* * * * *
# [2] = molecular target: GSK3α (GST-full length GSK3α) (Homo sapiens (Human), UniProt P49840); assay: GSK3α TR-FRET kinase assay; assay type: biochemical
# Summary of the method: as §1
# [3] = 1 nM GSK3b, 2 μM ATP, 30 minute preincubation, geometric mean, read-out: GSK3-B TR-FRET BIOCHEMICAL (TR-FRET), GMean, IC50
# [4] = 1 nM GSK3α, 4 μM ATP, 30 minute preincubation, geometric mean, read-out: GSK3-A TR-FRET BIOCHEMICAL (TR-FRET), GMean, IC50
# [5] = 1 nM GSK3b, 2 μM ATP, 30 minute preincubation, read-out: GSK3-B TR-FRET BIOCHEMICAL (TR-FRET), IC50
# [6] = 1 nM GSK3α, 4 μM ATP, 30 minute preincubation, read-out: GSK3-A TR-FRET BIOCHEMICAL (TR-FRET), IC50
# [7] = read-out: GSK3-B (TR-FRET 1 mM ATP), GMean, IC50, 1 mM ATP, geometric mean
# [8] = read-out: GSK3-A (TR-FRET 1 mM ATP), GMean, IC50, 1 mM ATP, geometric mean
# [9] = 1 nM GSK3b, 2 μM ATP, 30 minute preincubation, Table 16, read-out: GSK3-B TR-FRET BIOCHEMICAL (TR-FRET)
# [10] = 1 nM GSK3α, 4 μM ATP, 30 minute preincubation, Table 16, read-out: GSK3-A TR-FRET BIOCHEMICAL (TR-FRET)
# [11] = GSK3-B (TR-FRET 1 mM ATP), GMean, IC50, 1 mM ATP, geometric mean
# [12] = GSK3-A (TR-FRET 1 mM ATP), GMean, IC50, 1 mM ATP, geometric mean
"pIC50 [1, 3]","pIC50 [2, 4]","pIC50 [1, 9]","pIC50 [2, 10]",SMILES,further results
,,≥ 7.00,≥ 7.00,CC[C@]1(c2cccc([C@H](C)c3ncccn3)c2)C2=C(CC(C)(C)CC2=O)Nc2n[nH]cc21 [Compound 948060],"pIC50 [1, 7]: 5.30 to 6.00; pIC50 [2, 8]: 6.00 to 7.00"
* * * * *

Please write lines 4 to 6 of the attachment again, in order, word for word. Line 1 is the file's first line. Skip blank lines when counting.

# [4] = 1 nM GSK3α, 4 μM ATP, 30 minute preincubation, geometric mean, read-out: GSK3-A TR-FRET BIOCHEMICAL (TR-FRET), GMean, IC50
# [5] = 1 nM GSK3b, 2 μM ATP, 30 minute preincubation, read-out: GSK3-B TR-FRET BIOCHEMICAL (TR-FRET), IC50
# [6] = 1 nM GSK3α, 4 μM ATP, 30 minute preincubation, read-out: GSK3-A TR-FRET BIOCHEMICAL (TR-FRET), IC50